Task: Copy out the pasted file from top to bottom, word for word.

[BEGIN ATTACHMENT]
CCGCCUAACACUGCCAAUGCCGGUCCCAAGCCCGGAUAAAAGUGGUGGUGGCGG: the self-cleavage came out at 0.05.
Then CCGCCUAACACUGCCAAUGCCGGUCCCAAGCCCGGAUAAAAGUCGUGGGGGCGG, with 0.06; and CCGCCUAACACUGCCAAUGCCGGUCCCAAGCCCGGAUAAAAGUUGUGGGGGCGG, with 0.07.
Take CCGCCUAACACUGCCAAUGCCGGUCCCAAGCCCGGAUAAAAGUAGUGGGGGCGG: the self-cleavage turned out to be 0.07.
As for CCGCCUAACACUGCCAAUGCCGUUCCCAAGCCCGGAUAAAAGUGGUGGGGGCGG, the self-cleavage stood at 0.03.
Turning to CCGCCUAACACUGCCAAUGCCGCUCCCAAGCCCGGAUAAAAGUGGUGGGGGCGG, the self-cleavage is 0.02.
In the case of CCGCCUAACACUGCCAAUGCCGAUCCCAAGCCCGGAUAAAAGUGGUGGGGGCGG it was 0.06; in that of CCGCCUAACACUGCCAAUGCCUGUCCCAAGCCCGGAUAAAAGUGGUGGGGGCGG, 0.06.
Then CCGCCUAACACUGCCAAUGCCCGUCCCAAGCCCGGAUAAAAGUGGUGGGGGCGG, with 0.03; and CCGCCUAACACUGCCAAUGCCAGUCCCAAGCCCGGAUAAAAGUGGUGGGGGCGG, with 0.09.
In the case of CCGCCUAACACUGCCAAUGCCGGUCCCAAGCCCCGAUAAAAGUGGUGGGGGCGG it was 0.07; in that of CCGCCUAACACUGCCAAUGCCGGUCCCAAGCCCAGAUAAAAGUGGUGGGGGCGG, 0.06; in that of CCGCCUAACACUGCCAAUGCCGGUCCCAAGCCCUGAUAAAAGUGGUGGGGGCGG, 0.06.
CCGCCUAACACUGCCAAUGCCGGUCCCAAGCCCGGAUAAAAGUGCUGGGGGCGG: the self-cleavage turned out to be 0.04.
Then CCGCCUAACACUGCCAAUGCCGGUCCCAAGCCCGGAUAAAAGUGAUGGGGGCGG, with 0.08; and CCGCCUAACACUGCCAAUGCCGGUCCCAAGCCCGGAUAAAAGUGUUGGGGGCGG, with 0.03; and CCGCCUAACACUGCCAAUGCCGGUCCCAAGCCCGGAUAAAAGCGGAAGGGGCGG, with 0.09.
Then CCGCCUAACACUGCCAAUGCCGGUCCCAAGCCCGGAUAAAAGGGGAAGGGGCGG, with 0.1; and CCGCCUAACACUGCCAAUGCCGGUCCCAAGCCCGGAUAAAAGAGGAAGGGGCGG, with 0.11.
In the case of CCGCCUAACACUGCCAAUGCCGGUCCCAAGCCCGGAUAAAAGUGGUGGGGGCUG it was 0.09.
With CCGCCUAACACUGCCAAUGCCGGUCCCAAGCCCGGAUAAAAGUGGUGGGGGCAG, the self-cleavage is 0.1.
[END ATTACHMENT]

CCGCCUAACACUGCCAAUGCCGGUCCCAAGCCCGGAUAAAAGUGGUGGUGGCGG: the self-cleavage came out at 0.05.
Then CCGCCUAACACUGCCAAUGCCGGUCCCAAGCCCGGAUAAAAGUCGUGGGGGCGG, with 0.06; and CCGCCUAACACUGCCAAUGCCGGUCCCAAGCCCGGAUAAAAGUUGUGGGGGCGG, with 0.07.
Take CCGCCUAACACUGCCAAUGCCGGUCCCAAGCCCGGAUAAAAGUAGUGGGGGCGG: the self-cleavage turned out to be 0.07.
As for CCGCCUAACACUGCCAAUGCCGUUCCCAAGCCCGGAUAAAAGUGGUGGGGGCGG, the self-cleavage stood at 0.03.
Turning to CCGCCUAACACUGCCAAUGCCGCUCCCAAGCCCGGAUAAAAGUGGUGGGGGCGG, the self-cleavage is 0.02.
In the case of CCGCCUAACACUGCCAAUGCCGAUCCCAAGCCCGGAUAAAAGUGGUGGGGGCGG it was 0.06; in that of CCGCCUAACACUGCCAAUGCCUGUCCCAAGCCCGGAUAAAAGUGGUGGGGGCGG, 0.06.
Then CCGCCUAACACUGCCAAUGCCCGUCCCAAGCCCGGAUAAAAGUGGUGGGGGCGG, with 0.03; and CCGCCUAACACUGCCAAUGCCAGUCCCAAGCCCGGAUAAAAGUGGUGGGGGCGG, with 0.09.
In the case of CCGCCUAACACUGCCAAUGCCGGUCCCAAGCCCCGAUAAAAGUGGUGGGGGCGG it was 0.07; in that of CCGCCUAACACUGCCAAUGCCGGUCCCAAGCCCAGAUAAAAGUGGUGGGGGCGG, 0.06; in that of CCGCCUAACACUGCCAAUGCCGGUCCCAAGCCCUGAUAAAAGUGGUGGGGGCGG, 0.06.
CCGCCUAACACUGCCAAUGCCGGUCCCAAGCCCGGAUAAAAGUGCUGGGGGCGG: the self-cleavage turned out to be 0.04.
Then CCGCCUAACACUGCCAAUGCCGGUCCCAAGCCCGGAUAAAAGUGAUGGGGGCGG, with 0.08; and CCGCCUAACACUGCCAAUGCCGGUCCCAAGCCCGGAUAAAAGUGUUGGGGGCGG, with 0.03; and CCGCCUAACACUGCCAAUGCCGGUCCCAAGCCCGGAUAAAAGCGGAAGGGGCGG, with 0.09.
Then CCGCCUAACACUGCCAAUGCCGGUCCCAAGCCCGGAUAAAAGGGGAAGGGGCGG, with 0.1; and CCGCCUAACACUGCCAAUGCCGGUCCCAAGCCCGGAUAAAAGAGGAAGGGGCGG, with 0.11.
In the case of CCGCCUAACACUGCCAAUGCCGGUCCCAAGCCCGGAUAAAAGUGGUGGGGGCUG it was 0.09.
With CCGCCUAACACUGCCAAUGCCGGUCCCAAGCCCGGAUAAAAGUGGUGGGGGCAG, the self-cleavage is 0.1.